Author: Louise Barrett1, S Peter Henzi1, Robert A Barton2
Affiliation: <sup>1</sup> Department of Psychology, University of Lethbridge, Lethbridge, Canada. <sup>2</sup> Department of Anthropology, University of Durham, Durham, UK.
Conference/Journal: Philos Trans R Soc Lond B Biol Sci
Date published: 2022 Feb 14
Other: Volume ID: 377 , Issue ID: 1844 , Pages: 20200533 , Special Notes: doi: 10.1098/rstb.2020.0533. , Word Count: 171
The anthropoid primates are known for their intense sociality and large brain size. The idea that these might be causally related has given rise to a large body of work testing the 'social brain hypothesis'. Here, the emphasis has been placed on the political demands of social life, and the cognitive skills that would enable animals to track the machinations of other minds in metarepresentational ways. It seems to us that this position risks losing touch with the fact that brains primarily evolved to enable the control of action, which in turn leads us to downplay or neglect the importance of the physical body in a material world full of bodies and other objects. As an alternative, we offer a view of primate brain and social evolution that is grounded in the body and action, rather than minds and metarepresentation. This article is part of the theme issue 'Systems neuroscience through the lens of evolutionary theory'.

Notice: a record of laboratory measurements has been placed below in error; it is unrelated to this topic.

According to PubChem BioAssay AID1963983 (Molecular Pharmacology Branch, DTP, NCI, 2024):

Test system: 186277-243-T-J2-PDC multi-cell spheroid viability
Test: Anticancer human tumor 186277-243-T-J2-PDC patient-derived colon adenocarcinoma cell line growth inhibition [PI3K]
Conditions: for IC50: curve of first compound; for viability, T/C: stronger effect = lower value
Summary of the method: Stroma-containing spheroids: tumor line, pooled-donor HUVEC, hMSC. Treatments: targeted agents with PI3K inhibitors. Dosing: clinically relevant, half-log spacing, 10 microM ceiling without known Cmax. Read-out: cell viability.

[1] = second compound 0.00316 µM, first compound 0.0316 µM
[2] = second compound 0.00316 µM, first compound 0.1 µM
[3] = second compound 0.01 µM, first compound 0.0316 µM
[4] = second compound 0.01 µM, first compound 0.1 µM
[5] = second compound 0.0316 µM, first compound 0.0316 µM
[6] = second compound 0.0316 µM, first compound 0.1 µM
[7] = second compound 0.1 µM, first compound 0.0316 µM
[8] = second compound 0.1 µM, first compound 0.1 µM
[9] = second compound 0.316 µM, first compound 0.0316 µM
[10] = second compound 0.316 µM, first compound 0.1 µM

Keywords: brain evolution; cerebellum; embodied cognition; peripersonal space; primates; social brain hypothesis.
PMID: 34957849 DOI: 10.1098/rstb.2020.0533